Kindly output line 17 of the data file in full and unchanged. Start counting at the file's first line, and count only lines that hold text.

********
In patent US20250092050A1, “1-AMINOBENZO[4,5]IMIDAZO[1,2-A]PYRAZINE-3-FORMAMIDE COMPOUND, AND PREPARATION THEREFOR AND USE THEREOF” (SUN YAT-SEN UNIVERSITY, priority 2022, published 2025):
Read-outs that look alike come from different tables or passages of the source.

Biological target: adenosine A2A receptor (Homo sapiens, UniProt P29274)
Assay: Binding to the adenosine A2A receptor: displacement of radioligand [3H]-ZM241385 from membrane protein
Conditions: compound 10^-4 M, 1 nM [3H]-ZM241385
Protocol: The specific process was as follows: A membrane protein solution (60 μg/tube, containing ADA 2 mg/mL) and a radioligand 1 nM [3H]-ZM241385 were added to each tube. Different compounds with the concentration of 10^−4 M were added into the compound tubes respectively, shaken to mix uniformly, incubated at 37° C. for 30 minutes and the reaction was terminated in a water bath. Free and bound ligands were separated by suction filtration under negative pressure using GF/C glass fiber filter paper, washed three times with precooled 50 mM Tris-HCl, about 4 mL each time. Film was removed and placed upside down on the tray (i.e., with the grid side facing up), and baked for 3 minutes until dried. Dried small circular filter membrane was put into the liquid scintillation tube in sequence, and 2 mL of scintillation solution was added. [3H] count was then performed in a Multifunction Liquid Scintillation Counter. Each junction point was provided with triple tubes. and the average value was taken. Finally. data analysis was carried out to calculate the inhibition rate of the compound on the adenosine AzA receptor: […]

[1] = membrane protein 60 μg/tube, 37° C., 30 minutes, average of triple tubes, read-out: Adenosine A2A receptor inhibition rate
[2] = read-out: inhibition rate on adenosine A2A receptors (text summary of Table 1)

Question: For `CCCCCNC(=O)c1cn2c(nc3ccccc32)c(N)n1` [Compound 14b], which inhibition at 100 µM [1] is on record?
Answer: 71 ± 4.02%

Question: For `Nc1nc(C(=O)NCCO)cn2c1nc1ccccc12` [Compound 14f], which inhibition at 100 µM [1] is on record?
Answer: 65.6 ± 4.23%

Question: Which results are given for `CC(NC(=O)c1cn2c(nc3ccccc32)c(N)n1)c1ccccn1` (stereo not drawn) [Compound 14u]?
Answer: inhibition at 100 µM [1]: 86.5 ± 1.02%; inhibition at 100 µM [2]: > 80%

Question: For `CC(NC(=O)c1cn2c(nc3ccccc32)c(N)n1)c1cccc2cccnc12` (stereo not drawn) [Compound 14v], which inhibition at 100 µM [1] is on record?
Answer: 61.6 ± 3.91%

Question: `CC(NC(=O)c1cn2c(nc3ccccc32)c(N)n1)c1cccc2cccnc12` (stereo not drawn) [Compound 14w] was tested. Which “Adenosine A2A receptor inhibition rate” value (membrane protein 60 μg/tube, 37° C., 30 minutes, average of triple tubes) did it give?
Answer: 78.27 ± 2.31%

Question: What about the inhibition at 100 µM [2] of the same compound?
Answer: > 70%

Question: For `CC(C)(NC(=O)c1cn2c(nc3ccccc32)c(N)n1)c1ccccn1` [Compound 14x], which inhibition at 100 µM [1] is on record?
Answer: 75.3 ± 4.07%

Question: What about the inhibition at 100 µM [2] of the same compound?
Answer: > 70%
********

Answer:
Question: `CC(NC(=O)c1cn2c(nc3ccccc32)c(N)n1)c1cccc2cccnc12` (stereo not drawn) [Compound 14w] was tested. Which “Adenosine A2A receptor inhibition rate” value (membrane protein 60 μg/tube, 37° C., 30 minutes, average of triple tubes) did it give?